No matter their age, let your children read. Anything and everything they want...unless there’s something in particular you don’t want them to read. Give them time to read, even if it’s most of the day.
That statement sums it up. If you want to read on, by all means.
I’m an avid reader. I’ve learned a lot of things from books. I’ve enjoyed a lot of books. Still do. I found that being a reader is a big plus in this world and opens doors. It’s a life skill. But to be an avid reader, you have to like reading. You don’t learn to like reading by being forced to constantly read things you don’t like. It can be a real bother to only be allowed to read something within a time limit. Conversely, if I go to the library and see a book I just have to read and get so into it that I keep my house and self just clean enough to be presentable and then I can read and read and maybe I go to sleep at midnight...or 2 am because I’m reading a mystery or a fantasy and I just have to know how it ends, then I’m reading because I love it.
When I first started homeschooling, I was uptight. One week, I took my kids to the library and told them in my best mom/teacher voice, “Today you must check out a non-fiction book and read it before you read any others.” Well, that lasted about a week. Even I hated the idea. After that I let my children read whatever they wanted. My oldest liked to read National Geographic. Not read the photo captions, he READ the articles. The second oldest loved historical fiction. The third was into fantasy. The fourth liked an assortment of genres and she especially liked listening to audiobooks, which still moved her into loving books and reading. Their love of reading has made them capable readers so they’re able to read for information. A couple of my kids are great writers, too. I really wish they would finish writing their novels and at least e-book them. Being readers has served them well, too.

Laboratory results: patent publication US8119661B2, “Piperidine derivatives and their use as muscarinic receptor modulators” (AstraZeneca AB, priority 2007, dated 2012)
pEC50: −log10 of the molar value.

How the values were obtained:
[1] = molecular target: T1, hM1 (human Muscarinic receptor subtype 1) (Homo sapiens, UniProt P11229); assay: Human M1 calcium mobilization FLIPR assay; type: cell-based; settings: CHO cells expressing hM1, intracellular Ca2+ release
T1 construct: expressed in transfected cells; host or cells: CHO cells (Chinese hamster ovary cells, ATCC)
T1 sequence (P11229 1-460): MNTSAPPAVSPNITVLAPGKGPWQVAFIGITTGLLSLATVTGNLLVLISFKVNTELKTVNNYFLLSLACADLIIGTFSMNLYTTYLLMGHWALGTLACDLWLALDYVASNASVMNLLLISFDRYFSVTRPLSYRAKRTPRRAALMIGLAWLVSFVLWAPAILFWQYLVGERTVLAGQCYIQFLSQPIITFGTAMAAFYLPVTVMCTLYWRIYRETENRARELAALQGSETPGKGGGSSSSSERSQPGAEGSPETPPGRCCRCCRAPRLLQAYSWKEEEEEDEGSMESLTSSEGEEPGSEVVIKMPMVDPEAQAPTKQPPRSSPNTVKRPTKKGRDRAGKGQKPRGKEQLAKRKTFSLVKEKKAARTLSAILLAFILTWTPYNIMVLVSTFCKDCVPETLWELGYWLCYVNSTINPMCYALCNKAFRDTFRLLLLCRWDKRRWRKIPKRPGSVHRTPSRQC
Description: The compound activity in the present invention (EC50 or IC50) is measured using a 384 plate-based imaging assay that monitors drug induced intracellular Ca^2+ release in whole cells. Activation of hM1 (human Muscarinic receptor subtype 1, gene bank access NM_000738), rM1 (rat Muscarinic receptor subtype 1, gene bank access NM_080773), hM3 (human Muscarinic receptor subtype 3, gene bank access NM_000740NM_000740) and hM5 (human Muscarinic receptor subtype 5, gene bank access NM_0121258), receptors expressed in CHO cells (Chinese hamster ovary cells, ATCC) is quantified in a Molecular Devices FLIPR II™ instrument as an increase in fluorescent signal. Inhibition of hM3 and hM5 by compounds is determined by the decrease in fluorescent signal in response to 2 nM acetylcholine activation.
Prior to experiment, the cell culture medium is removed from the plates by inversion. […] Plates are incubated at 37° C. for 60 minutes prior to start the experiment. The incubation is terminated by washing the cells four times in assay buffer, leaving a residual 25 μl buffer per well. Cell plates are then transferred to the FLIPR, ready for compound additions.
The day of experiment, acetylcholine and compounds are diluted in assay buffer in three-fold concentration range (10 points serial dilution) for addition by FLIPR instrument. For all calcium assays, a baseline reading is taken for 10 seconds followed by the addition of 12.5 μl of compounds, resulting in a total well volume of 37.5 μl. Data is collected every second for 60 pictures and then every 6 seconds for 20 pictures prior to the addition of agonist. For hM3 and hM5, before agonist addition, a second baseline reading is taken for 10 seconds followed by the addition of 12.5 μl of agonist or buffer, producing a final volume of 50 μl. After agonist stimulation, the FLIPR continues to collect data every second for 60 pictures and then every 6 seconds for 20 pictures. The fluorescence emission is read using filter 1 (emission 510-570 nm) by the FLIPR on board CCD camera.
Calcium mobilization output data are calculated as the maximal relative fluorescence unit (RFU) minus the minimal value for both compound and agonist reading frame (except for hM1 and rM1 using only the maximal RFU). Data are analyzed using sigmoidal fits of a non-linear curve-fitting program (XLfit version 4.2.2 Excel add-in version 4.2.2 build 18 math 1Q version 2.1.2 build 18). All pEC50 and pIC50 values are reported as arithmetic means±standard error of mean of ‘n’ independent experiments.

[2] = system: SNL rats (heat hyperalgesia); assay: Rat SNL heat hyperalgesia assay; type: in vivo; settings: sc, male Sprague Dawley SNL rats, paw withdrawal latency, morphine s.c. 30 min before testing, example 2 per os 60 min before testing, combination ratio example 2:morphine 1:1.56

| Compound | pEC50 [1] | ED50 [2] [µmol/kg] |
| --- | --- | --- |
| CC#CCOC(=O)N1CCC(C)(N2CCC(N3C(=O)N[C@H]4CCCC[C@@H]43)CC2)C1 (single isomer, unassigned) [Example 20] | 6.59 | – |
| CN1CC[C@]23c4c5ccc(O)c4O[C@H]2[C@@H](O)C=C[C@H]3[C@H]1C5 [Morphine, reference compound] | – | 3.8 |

As a bonus, reading painlessly improves spelling and vocabulary. To emphasize:
More reading = better spelling and vocabulary. You honestly do not have to have spelling tests nor vocabulary tests. FYI: their vocabulary will improve more if they look up words when they come across ones they don't know but it's more enjoyable to read a book without having to stop and look in a dictionary (you don't, do you?), especially if they can discern the meaning of the word by the surrounding sentences. Yay for reading!
If you’re concerned about a child’s reading, try reading Parents Who Love Reading, Kids Who Don't: How it Happens and What You Can Do About It, by Mary Leonhardt.